Coughing Goat

Discussion in 'Goats' started by Smoky Rain, Sep 20, 2004.

  1. Smoky Rain

    Smoky Rain Well-Known Member

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    I have a year old Toggenburg doe, and she has been coughing a lot lately. I'm wondering if anyone has any clues as to what could be wrong with her.
    Her appetite is fine. She is moving around fine. Weight is good. No draft at night when I put them in the barn... She just takes a coughing fit every so often, and I'm starting to get worried...

    Any insight into this would be most appreciated.

    Thanks!
     
  2. elly_may

    elly_may Well-Known Member

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    Have you changed your supplier of hay recently ??? One possibility is that the hay is more dustier than usual and is causing the cough. If she is eating, drinking, and pooping normal and her temps are normal, I would not get too alarmed.

    If there is a temp and runny nose, then an antibiotic would be in order here.

    Let us know how she is doing.
     

  3. Jen H

    Jen H Well-Known Member

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    When is the last time you wormed the goats? Lungworm could be the problem.

    If you wormed recently, then I'd look for possible dust problems like Elly_may mentioned.
     
  4. Smoky Rain

    Smoky Rain Well-Known Member

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    Thank you both for your replies:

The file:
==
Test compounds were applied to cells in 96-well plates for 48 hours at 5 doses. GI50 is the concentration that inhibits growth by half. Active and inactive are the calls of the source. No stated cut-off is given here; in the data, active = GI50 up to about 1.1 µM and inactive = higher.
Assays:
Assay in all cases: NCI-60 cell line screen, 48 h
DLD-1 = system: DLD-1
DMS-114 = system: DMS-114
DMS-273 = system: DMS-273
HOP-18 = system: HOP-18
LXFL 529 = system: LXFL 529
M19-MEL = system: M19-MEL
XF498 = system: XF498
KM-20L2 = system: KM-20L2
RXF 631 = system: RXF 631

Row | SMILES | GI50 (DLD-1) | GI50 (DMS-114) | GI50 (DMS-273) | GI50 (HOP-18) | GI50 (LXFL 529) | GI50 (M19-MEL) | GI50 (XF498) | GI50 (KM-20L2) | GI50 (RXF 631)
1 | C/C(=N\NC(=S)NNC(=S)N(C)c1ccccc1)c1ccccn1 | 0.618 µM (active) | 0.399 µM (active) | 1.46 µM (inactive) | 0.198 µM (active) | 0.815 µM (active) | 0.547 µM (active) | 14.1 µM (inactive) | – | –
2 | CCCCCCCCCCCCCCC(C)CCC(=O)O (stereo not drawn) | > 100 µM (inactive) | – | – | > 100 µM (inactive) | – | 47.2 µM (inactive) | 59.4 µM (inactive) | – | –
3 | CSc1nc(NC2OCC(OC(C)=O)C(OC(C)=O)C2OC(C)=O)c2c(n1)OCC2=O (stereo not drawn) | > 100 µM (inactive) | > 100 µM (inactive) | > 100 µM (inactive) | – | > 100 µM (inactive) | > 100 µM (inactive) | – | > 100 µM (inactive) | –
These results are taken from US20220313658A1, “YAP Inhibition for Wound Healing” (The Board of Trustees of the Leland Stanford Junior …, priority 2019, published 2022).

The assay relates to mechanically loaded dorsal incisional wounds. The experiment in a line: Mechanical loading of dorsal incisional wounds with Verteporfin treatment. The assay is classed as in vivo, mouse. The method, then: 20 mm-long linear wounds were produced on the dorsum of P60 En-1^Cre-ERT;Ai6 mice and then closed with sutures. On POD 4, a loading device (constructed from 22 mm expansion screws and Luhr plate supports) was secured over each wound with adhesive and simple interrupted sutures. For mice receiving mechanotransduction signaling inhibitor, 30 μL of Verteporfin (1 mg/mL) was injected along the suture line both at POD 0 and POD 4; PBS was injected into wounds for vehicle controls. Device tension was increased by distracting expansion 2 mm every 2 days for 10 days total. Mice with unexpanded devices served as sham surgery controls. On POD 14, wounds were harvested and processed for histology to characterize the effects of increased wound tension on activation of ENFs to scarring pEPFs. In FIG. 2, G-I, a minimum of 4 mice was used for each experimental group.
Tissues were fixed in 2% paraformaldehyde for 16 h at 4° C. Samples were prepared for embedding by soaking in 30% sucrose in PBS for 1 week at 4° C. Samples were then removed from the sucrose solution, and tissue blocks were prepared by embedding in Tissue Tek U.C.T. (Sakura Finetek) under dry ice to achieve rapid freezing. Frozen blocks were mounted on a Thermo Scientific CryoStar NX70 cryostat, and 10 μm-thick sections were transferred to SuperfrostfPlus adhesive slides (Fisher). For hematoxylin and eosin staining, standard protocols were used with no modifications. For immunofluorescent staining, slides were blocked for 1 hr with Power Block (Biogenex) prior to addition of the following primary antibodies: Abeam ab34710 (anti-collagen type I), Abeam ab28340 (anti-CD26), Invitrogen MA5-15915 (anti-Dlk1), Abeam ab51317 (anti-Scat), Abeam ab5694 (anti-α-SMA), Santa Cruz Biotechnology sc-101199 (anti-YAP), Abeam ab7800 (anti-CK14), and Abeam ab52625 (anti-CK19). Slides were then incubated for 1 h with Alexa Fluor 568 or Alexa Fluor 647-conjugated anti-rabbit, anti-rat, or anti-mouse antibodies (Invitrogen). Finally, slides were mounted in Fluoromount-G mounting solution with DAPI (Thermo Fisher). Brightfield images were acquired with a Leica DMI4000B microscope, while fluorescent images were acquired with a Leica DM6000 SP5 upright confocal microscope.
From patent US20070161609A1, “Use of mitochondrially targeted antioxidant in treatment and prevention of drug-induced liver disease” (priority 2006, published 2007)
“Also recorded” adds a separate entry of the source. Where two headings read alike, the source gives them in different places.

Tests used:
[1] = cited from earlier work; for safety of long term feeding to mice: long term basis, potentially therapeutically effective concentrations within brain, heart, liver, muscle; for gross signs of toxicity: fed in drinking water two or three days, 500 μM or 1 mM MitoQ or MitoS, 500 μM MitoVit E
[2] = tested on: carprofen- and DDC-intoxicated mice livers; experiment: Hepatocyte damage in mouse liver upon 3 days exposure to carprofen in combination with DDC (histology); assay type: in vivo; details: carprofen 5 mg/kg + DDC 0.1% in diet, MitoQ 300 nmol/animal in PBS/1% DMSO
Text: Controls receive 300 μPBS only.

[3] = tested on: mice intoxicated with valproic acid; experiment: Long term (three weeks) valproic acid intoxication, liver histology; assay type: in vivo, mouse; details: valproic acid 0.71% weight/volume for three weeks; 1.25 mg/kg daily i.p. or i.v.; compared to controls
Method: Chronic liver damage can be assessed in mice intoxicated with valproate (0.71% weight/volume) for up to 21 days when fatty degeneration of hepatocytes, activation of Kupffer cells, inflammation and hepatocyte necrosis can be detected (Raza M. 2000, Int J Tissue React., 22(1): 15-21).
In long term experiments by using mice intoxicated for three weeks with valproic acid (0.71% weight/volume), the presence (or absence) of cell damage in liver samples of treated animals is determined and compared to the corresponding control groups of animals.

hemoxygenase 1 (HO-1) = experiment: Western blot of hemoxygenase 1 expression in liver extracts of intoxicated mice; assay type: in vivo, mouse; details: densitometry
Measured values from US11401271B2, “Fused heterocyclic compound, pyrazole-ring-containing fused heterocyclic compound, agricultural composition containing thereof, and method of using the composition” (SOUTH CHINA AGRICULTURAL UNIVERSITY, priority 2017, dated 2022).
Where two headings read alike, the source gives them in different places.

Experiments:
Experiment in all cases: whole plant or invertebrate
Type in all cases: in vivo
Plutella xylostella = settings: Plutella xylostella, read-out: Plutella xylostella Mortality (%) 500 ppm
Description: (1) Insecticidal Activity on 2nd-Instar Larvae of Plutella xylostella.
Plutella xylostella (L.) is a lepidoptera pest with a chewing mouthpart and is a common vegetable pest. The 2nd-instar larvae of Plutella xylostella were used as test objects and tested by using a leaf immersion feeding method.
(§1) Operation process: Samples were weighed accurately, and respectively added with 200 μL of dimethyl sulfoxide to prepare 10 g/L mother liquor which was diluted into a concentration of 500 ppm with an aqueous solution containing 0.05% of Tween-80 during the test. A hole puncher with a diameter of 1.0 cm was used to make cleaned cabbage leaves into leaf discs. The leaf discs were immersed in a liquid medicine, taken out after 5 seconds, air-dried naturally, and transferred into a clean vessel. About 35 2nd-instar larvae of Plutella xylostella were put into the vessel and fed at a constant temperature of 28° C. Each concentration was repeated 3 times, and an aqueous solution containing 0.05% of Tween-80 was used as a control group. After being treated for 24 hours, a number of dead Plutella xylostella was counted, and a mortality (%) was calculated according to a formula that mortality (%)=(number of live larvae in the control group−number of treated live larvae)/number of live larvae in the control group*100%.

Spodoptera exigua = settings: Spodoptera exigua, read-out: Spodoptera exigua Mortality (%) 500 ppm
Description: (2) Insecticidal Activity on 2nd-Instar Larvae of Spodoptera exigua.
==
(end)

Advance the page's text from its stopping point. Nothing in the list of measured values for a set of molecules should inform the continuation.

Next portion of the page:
Her lungs are clear. Last wormed about two weeks ago with Hoegger Herbal Wormer. Prior to that we used Ivermectin. We had switched wormers due to higher cost with the Ivermectin and the fact that it made them throw up everytime we wormed them with it...

    The problem could be the hay. It is much drier than what we were buying before... We had started buying hay from a different place after discovering a few moldy bales from our last supplier...
    I do notice that all the goats tend to sneeze more when they have their noses in this new hay.

    I'll continue to watch her for any additional symptoms or worsening of the cough...

    Thanks again!
     
  5. marvella

    marvella Well-Known Member

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    smoky- it does sound like lung worm which is prevalent in this part of the country. (i'm on the TN side of the smokies:)) the hoegger wormer does not touch it. been there, done that. ivermectin should not make your goats vomit. the only thing that commonly makes them vomit is getting into rhododendron. try using the injectable ivermectin, but use it as a pour on, on their feed, or a treat, using 1cc per 100# body weight. it will work, usually after first dose, but repeat it in a week to make sure. once you are sure thee lungowrm is gone, you can use the herbal wormer as maintenence.